Re: [OOPS] 2.6.21-rc6-git5 in cfq_dispatch_insert

From: Jens Axboe
Date: Wed Apr 25 2007 - 05:48:38 EST

On Wed, Apr 25 2007, Neil Brown wrote:
> On Wednesday April 25, jens.axboe@xxxxxxxxxx wrote:
> >
> > That's pretty close to where I think the problem is (the front merging
> > and cfq_reposition_rq_rb()). The issue with that is that you'd only get
> > aliases for O_DIRECT and/or raw IO, and that doesn't seem to be the case
> > here. Given that front merges are equally not very likely, I'd be
> > surprised is something like that has ever happened.
> Well it certainly doesn't happen very often....
> And I can imagine a filesystem genuinely wanting to read the same
> block twice - maybe a block that contained packed tails of two
> different files.

But that usually happens through the page cache, so it's nicely
serialized. You'd only ever get duplicate/alias blocks if you go raw, or
have some layer on top of your block device (like md) that issues io on
its own.

> > BUT... That may explain while we are only seeing it on md. Would md
> > ever be issuing such requests that trigger this condition?
> Can someone remind me which raid level(s) was/were involved?
> I think one was raid0 - that just passes requests on from the
> filesystem, so md would only issue requests like that if the
> filesystem did.

Yep, one was raid0.

> I guess it could happen with raid4/5/6. A read request that was
> properly aligned (and we do encourage proper alignment) will be passed
> directly to the underlying device. A concurrent write elsewhere could
> require the same block to be read into the stripe-cache to enable a
> parity calculation. So you could get two reads at the same block
> address.
> Getting a front-merge would probably require two stripe-heads to be
> processed in reverse-sector order, and it tends to preserve the order
> of incoming requests (though that isn't firmly enforced).
> raid1 is much like raid0 (with totally different code) in that the
> request pattern seen by the underlying device matches the request
> pattern generated by the filesystem.
> If I read the debugging output correctly, the request which I
> hypothesise was the subject of a front-merge is a 'sync' request.
> raid5 does not generate sync requests to fill the stripe cache (maybe
> it should?) so I really think it must have come directly from the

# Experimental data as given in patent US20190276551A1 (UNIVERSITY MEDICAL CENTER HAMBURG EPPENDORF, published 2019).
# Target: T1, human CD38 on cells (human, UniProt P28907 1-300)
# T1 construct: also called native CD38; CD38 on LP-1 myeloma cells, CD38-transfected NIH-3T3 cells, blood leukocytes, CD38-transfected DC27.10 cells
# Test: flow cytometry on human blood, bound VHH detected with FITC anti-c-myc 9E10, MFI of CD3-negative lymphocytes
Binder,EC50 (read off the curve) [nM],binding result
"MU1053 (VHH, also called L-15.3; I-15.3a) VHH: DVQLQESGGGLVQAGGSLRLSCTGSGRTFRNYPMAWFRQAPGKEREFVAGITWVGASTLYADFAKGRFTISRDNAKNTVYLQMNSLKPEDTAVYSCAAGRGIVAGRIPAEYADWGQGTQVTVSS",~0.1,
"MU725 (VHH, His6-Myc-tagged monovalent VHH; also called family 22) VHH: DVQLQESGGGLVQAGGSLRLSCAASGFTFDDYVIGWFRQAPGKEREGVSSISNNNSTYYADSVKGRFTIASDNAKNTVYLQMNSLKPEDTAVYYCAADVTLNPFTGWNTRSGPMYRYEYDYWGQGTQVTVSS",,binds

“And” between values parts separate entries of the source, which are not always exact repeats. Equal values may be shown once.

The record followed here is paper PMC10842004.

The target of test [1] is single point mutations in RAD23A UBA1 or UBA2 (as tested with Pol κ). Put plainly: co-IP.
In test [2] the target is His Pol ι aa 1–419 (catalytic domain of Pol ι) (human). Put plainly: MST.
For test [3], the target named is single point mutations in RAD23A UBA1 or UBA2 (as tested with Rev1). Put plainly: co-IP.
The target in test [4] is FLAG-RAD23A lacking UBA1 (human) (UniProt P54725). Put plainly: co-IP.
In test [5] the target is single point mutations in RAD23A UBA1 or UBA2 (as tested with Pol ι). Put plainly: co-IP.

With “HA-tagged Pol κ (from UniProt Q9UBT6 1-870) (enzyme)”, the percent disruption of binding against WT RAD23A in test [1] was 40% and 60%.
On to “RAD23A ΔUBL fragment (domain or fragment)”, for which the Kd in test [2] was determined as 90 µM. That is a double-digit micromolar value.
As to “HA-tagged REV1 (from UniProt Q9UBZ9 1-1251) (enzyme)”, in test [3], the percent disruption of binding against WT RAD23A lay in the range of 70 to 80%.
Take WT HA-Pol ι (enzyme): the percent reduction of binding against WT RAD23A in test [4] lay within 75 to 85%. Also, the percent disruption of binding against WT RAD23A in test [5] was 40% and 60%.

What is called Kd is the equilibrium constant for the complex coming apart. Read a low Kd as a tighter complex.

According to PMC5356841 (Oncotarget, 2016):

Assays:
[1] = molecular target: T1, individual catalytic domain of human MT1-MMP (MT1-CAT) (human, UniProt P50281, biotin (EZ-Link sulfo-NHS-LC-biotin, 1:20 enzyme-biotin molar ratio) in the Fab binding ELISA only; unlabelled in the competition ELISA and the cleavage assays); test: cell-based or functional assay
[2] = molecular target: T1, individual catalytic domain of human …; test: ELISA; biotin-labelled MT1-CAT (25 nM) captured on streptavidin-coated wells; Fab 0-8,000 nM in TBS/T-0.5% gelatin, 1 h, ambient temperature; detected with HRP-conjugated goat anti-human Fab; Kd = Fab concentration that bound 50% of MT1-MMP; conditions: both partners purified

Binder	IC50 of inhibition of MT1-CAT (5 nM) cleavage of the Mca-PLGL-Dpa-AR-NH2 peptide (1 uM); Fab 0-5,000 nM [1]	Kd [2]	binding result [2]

> filesystem.
> (just checked previous email for more detail of when it hits)
> The fact that it hits degraded arrays more easily is interesting.
> Maybe we try to read a block on the missing device and so schedule
> reads for the other devices. Then we try to read a block on a good
> device and issue a request for exactly the same block that raid5 asked
> for. That still doesn't explain the 'sync' and the 'front merge'.
> But that is quite possible, just not common maybe.
> It doesn't help us understand the raid0 example though. May it is
> just a 'can happen, but only rarely' thing.

It looks to be extremely rare. Aliases are extremely rare, front merges
are rare. And you need both to happen with the details you outlined. But
it's a large user base, and we've had 3-4 reports on this in the past
months. So it obviously does happen. I could not make it trigger without
doctoring the unplug code when I used aio.

Here's a fix for it, confirmed.

diff --git a/block/cfq-iosched.c b/block/cfq-iosched.c
index 9e37971..f965be7 100644
--- a/block/cfq-iosched.c
+++ b/block/cfq-iosched.c
@@ -532,6 +532,11 @@ static void cfq_add_rq_rb(struct request *rq)

if (!cfq_cfqq_on_rr(cfqq))
cfq_add_cfqq_rr(cfqd, cfqq);
+ /*
+ * check if this request is a better next-serve candidate
+ */
+ cfqq->next_rq = cfq_choose_req(cfqd, cfqq->next_rq, rq);

static inline void
@@ -1639,12 +1644,6 @@ cfq_rq_enqueued(struct cfq_data *cfqd, struct cfq_queue *cfqq,

- * check if this request is a better next-serve candidate)) {
- */
- cfqq->next_rq = cfq_choose_req(cfqd, cfqq->next_rq, rq);
- BUG_ON(!cfqq->next_rq);
- /*
* we never wait for an async request and we don't allow preemption
* of an async request. so just return early

Jens Axboe

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